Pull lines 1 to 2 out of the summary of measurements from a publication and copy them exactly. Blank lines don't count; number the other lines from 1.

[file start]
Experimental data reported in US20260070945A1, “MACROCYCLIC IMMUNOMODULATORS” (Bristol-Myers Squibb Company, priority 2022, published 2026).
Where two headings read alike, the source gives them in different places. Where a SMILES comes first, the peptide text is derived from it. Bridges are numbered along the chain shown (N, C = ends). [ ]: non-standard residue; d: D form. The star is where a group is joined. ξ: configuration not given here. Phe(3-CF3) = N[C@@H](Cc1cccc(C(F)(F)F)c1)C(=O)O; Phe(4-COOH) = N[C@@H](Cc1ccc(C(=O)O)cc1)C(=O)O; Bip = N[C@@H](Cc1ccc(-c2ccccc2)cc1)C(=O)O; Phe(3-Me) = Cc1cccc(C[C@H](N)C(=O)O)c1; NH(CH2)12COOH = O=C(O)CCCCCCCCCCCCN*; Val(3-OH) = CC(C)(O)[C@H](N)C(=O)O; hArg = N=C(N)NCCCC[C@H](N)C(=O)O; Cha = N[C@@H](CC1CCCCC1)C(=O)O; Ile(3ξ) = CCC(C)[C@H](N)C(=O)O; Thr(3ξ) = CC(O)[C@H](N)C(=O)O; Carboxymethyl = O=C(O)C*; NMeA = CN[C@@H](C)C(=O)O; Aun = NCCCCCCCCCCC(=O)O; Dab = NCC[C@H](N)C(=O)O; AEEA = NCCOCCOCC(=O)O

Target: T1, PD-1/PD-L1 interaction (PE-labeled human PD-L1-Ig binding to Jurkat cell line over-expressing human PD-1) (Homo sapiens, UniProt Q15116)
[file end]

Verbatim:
Experimental data reported in US20260070945A1, “MACROCYCLIC IMMUNOMODULATORS” (Bristol-Myers Squibb Company, priority 2022, published 2026).
Where two headings read alike, the source gives them in different places. Where a SMILES comes first, the peptide text is derived from it. Bridges are numbered along the chain shown (N, C = ends). [ ]: non-standard residue; d: D form. The star is where a group is joined. ξ: configuration not given here. Phe(3-CF3) = N[C@@H](Cc1cccc(C(F)(F)F)c1)C(=O)O; Phe(4-COOH) = N[C@@H](Cc1ccc(C(=O)O)cc1)C(=O)O; Bip = N[C@@H](Cc1ccc(-c2ccccc2)cc1)C(=O)O; Phe(3-Me) = Cc1cccc(C[C@H](N)C(=O)O)c1; NH(CH2)12COOH = O=C(O)CCCCCCCCCCCCN*; Val(3-OH) = CC(C)(O)[C@H](N)C(=O)O; hArg = N=C(N)NCCCC[C@H](N)C(=O)O; Cha = N[C@@H](CC1CCCCC1)C(=O)O; Ile(3ξ) = CCC(C)[C@H](N)C(=O)O; Thr(3ξ) = CC(O)[C@H](N)C(=O)O; Carboxymethyl = O=C(O)C*; NMeA = CN[C@@H](C)C(=O)O; Aun = NCCCCCCCCCCC(=O)O; Dab = NCC[C@H](N)C(=O)O; AEEA = NCCOCCOCC(=O)O